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Belgian eID

Belgian eID

Last 3 weeks, been so hectic…the days were faster than light,  I was pulling my-hair-out on a critical proof-of-concept that requires demonstrating Web Single Sign-on (via Sun Java System Access Manager) using PKI/Digital certificate credentials (from Belgian eID) and then enable Smartcard PKI based Desktop authentication/Session Mobility using Sun Rays. The secret sauce on this architecture is using OpenSC PAM and PKCS#11 framework. Interesting to note, OpenSC is not Microsoft friendly !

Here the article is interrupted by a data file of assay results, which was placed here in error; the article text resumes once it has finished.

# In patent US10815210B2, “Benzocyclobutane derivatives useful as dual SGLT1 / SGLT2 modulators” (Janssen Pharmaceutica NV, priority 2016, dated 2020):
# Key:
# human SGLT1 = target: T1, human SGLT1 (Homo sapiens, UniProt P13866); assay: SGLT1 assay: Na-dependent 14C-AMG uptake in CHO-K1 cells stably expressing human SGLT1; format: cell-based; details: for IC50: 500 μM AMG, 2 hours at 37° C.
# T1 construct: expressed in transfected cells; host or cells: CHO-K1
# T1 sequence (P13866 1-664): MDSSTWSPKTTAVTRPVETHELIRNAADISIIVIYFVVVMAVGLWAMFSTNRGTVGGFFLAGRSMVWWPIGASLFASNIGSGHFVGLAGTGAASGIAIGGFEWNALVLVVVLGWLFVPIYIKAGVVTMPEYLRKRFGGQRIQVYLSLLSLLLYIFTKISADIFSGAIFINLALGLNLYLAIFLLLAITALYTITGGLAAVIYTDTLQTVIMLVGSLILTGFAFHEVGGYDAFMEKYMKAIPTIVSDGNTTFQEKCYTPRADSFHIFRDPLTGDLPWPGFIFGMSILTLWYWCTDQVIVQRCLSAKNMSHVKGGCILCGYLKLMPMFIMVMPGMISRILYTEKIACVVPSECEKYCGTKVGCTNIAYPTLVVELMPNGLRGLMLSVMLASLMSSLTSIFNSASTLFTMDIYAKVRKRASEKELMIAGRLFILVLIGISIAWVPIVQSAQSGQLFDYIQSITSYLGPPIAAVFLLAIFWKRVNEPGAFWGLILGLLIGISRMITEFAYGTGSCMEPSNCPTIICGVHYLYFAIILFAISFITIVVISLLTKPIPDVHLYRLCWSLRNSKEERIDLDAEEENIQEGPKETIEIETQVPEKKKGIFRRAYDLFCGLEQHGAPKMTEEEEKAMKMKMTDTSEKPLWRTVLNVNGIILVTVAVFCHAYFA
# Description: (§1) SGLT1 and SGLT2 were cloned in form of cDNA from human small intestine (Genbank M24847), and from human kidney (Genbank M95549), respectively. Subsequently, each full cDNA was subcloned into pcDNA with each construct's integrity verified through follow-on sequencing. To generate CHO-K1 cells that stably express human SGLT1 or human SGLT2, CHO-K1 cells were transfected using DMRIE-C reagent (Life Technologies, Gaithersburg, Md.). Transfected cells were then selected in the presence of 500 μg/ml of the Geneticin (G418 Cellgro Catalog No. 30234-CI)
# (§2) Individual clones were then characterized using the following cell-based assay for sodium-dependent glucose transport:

I can’t dump more details about this effort at this time…(Ofcourse it works…a great relief). I am a bit cautious, that I don’t want to dump crucial information on the web before my guys present it to those Belgian Govt audience.  With all those caution..here is a tip-of-the-iceberg details of my project.